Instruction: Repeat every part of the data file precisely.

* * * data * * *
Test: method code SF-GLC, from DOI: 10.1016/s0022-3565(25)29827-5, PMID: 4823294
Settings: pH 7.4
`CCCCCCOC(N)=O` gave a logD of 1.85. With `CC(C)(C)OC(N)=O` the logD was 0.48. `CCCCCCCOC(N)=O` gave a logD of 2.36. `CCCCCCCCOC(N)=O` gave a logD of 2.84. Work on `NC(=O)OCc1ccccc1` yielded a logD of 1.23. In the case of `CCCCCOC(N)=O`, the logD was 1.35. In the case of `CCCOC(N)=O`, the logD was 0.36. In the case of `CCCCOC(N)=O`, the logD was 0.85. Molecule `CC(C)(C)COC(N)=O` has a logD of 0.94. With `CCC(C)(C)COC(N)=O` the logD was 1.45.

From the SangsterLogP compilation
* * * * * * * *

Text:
Test: method code SF-GLC, from DOI: 10.1016/s0022-3565(25)29827-5, PMID: 4823294
Settings: pH 7.4
`CCCCCCOC(N)=O` gave a logD of 1.85. With `CC(C)(C)OC(N)=O` the logD was 0.48. `CCCCCCCOC(N)=O` gave a logD of 2.36. `CCCCCCCCOC(N)=O` gave a logD of 2.84. Work on `NC(=O)OCc1ccccc1` yielded a logD of 1.23. In the case of `CCCCCOC(N)=O`, the logD was 1.35. In the case of `CCCOC(N)=O`, the logD was 0.36. In the case of `CCCCOC(N)=O`, the logD was 0.85. Molecule `CC(C)(C)COC(N)=O` has a logD of 0.94. With `CCC(C)(C)COC(N)=O` the logD was 1.45.

From the SangsterLogP compilation